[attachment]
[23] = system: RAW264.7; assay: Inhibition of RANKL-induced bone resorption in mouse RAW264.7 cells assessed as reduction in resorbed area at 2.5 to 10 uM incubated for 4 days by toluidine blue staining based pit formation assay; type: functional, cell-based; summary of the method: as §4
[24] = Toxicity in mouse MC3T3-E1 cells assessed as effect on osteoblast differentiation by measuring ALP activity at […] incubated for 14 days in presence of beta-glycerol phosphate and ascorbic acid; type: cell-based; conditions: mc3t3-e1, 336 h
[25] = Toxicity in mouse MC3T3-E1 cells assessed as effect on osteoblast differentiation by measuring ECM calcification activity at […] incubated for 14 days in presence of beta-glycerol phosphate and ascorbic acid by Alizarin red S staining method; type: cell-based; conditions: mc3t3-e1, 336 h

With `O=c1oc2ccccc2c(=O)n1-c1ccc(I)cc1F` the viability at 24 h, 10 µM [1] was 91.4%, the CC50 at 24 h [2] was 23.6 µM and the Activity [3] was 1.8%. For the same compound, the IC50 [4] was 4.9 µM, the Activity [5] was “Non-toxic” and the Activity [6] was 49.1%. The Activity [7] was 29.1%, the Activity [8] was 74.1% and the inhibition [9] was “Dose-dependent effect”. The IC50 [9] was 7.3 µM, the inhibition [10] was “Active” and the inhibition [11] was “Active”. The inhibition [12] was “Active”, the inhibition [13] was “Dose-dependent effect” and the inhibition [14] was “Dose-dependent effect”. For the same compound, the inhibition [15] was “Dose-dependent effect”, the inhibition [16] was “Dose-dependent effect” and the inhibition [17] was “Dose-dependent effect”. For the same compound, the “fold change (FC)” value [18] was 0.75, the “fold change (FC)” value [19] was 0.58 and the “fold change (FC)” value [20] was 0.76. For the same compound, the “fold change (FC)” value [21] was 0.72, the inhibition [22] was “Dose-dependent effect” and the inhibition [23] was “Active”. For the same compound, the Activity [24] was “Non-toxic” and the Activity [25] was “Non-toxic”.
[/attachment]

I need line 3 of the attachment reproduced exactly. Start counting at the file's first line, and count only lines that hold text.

[25] = Toxicity in mouse MC3T3-E1 cells assessed as effect on osteoblast differentiation by measuring ECM calcification activity at […] incubated for 14 days in presence of beta-glycerol phosphate and ascorbic acid by Alizarin red S staining method; type: cell-based; conditions: mc3t3-e1, 336 h